The Looe Key reef has been federally protected since 1981.
This area includes a Sanctuary Preservation Area that is a popular snorkeling and dive destination to see various fish, such as parrotfish, surgeonfish, barracudas, butterflyfish, and angelfish.
Key West: The Conch Republic
Key West is the last of the keys on your road trip, and probably where you’ll encounter the most tourists. But this is also where you’ll get to experience the most diverse culture, as many of the residents of Key West were Bahamian immigrants and Cuban refugees.
This cultural diversity is evident in local art, architecture, and cuisine.
This rich culture has inspired literary giants such as Tennessee Williams, Robert Frost, and Ernest Hemingway.
The Key West has a large angling history, and it remains a fisherman’s haven, from fly fishing to reef fishing. Other water activities, as with the rest of the Florida keys, include diving and snorkeling, as well as kayaking and eco-tours.
This is also home to the most spectacular sunsets in the world; so spectacular that they even built a celebration around it. Plenty of tour operators offer sunset cruises to experience it up close.
Internationally, Key West is known as a gay mecca, where LGBTQ visitors are warmly welcomed.
Before gay marriage was legal, pastors of the local Metropolitan Community Church have been holding commitment ceremonies for gay and lesbian couples. There are even male-only or female-only, gay-exclusive hotels.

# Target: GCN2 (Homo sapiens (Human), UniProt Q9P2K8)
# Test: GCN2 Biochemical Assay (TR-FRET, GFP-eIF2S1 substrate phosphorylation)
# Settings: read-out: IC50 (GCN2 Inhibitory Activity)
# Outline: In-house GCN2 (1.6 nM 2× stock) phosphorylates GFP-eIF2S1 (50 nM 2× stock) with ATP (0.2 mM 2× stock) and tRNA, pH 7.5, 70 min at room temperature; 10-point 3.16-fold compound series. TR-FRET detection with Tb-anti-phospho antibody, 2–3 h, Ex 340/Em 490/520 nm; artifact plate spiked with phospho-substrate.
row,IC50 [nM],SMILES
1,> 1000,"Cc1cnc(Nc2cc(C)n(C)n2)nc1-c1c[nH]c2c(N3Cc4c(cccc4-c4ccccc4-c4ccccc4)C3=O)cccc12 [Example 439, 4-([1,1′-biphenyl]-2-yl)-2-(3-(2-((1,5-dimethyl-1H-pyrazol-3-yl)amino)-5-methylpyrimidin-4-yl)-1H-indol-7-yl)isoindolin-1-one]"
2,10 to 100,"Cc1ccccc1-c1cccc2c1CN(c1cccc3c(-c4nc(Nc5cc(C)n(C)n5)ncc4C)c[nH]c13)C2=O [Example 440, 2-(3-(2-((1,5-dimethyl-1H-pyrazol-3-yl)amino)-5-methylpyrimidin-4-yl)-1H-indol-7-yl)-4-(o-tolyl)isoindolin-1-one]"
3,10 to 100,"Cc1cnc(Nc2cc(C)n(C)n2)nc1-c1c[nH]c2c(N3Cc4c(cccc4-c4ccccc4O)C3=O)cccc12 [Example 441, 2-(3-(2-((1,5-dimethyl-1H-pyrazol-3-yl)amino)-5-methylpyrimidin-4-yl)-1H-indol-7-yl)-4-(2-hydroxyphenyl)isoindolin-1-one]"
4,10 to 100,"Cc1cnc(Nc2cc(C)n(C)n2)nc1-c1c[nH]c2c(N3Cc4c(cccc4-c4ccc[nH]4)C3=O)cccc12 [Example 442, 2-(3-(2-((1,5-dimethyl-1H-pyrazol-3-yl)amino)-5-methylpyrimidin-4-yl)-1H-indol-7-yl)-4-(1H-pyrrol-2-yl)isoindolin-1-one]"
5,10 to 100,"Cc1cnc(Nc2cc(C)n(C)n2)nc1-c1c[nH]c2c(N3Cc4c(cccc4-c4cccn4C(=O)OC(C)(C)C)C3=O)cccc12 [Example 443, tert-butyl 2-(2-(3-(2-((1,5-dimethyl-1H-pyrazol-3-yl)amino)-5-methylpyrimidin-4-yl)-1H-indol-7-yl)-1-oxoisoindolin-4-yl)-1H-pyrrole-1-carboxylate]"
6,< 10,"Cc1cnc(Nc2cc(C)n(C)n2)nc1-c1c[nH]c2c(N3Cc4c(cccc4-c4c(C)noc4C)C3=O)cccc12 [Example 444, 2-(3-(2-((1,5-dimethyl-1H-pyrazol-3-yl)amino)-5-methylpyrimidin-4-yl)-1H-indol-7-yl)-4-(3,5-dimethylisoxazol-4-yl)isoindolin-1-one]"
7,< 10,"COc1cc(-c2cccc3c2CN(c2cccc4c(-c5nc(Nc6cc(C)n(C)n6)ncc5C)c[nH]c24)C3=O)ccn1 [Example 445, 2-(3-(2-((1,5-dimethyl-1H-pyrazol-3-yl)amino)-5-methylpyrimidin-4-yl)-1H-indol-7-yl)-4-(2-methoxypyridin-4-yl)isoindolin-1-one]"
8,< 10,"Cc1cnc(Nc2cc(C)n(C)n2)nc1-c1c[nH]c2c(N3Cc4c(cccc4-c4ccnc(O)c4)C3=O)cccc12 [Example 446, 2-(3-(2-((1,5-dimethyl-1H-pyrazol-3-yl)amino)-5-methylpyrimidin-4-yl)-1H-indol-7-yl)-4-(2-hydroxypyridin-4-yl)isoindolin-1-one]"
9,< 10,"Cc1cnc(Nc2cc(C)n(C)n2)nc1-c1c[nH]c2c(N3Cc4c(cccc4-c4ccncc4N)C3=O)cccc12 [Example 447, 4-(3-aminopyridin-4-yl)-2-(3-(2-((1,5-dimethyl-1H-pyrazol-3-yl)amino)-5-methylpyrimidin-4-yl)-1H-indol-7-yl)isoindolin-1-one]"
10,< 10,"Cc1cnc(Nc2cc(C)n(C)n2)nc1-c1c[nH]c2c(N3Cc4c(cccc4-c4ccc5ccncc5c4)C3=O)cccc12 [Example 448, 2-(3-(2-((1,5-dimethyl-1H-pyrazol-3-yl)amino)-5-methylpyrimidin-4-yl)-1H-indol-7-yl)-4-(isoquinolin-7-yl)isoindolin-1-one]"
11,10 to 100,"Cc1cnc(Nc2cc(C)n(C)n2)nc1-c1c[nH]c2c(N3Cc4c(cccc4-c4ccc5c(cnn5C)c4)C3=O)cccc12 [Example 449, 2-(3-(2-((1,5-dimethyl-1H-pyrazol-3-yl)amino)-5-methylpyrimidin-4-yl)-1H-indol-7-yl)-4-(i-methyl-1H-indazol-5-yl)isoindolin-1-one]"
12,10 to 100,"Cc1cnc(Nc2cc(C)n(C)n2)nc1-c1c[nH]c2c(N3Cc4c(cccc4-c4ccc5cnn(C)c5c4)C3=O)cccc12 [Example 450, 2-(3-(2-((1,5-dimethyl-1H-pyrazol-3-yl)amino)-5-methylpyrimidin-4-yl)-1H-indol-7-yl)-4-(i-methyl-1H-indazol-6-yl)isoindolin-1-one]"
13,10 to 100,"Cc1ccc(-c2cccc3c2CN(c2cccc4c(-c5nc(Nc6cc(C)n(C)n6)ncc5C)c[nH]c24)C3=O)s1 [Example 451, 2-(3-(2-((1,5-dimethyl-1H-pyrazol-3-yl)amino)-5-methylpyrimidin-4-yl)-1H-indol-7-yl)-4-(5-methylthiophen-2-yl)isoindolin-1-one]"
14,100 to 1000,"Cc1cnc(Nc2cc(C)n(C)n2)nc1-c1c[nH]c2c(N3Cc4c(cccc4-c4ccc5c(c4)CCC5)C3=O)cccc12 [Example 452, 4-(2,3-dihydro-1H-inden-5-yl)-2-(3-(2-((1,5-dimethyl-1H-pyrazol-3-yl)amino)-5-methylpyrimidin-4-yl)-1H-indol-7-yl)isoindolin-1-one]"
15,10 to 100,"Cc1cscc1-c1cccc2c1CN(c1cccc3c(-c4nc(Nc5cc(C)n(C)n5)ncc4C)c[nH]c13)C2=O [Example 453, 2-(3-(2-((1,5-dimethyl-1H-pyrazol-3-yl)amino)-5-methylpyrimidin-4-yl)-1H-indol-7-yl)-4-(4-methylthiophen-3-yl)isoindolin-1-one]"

If you rented a car, you can actually end your road trip here and fly out of the Key West International Airport to the mainland, or you can turn around and go back to Key Largo and the mainland the same way you came.
Where To Eat/Drink in Key West
- Bagatelle Restaurant
- Key Lime Pie Company
- The Stoned Crab
- Rick’s Bar
- The Waterfront Brewery
- Key West First Legal Rum Distillery
Where To Stay in Key West
Places To Visit/Things To Do in Key West
You simply can’t visit Key West and not stop by the southernmost point in the continental United States, where you are closer to Cuba than to mainland Florida.
The line for photos with this red and white pillar is long unless you get there early in the morning or very late at night.
This wildlife refuge was created in 1908 to preserve and breed various nesting birds and other wildlife. Today, it is a haven for 250 species of birds, as well as green, loggerhead, and hawksbill sea turtles.
You can go snorkeling, diving, boating, and fishing in the area, as long as you follow fishing regulations. You may also opt to simply observe and photograph the wildlife.
Escape 70 miles west of Key West to the secluded islands of the Dry Tortugas National Park. This park is so secluded that it is only accessible by boat or by seaplane.
History buffs will enjoy exploring the historic Fort Jefferson and the lighthouse in Loggerhead Key, while outdoor enthusiasts will enjoy snorkeling, diving, and swimming in one of the many picturesque beaches.